Perseus digital library has quite a few Greek texts and provides access to a few Attic Greek Lexicons.
This entry is from the Liddle-Scott-Jones on Perseus:
θυ_μο-ειδής , ές,
A. high-spirited, τὸ θ. Hp.Aër.12; opp. ἄθυμος, Pl. R.456a; opp. ὀργίλος, ib.411c.
2. passionate, hot-tempered, opp. πραΰς, ib.375c.
b. of horses, mettled, X.Mem.4.1.3; opp. εὐπειθέστατος, Id.Smp.2.10: Comp., opp. βλακωδέστερος, Id.Eq.9.1.
3. Philos., τὸ θ. spirit, passion, opp. τὸ λογιστικόν, τὸ ἐπιθυμητικόν, Pl. R.440e, al., cf. D.L.3.67. Adv. “-δῶς” Hdn.4.3.3.
There should be an acute accent over the "eta" as shown above.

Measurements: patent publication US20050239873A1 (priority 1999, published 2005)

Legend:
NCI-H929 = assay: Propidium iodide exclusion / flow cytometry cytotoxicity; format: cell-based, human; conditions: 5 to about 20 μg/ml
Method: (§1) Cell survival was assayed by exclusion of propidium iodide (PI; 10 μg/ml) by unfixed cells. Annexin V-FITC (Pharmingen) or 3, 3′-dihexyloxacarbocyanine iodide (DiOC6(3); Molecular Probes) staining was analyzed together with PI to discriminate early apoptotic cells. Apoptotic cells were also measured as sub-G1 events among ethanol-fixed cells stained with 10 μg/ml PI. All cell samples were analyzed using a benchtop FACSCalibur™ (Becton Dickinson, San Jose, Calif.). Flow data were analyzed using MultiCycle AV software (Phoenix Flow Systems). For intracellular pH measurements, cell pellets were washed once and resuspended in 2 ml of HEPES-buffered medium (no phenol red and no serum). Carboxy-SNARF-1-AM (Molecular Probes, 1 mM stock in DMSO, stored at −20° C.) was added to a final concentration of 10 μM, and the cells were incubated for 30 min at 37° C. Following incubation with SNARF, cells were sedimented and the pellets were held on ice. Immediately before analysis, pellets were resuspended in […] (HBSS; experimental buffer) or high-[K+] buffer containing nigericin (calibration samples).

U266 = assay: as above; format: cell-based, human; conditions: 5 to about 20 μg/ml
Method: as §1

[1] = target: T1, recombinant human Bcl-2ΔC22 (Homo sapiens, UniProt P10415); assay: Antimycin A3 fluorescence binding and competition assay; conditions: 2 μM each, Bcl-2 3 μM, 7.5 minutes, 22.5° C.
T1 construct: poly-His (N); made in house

The sentence cited from the Republic is this: "καὶ γυμναστικὴ δ᾽ ἄρα οὔ, οὐδὲ πολεμική, ἡ δὲ ἀπόλεμος καὶ οὐ φιλογυμναστική; οἶμαι ἔγωγε.τί δέ; φιλόσοφός τε καὶ μισόσοφος; καὶ θυμοειδής, ἡ δ᾽ ἄθυμός ἐστι;
καὶ ταῦτα." So here "θυμοειδής" (spirited) is contrasted with "ἄθυμός" (spiritless). I suggest you look into Plato's tripartite soul (especially in the Republic): he divides the soul into the appetitive, the rational, and the spirited. In the Republic, Adeimantus perhaps is an example of someone ruled by the spirited part of his soul (as opposed to say, Glaucon, who seems more concerned with the "relishes", and thus, might be governed more by the appetitive part).